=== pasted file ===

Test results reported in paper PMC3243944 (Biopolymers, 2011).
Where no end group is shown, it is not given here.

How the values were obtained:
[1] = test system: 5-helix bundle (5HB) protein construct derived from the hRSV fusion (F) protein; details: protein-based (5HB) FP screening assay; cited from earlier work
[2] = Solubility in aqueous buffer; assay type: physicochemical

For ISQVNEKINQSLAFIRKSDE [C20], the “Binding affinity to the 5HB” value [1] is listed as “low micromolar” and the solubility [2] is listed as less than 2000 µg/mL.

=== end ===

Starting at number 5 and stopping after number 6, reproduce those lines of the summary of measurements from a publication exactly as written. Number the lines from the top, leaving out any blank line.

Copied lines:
[2] = Solubility in aqueous buffer; assay type: physicochemical

For ISQVNEKINQSLAFIRKSDE [C20], the “Binding affinity to the 5HB” value [1] is listed as “low micromolar” and the solubility [2] is listed as less than 2000 µg/mL.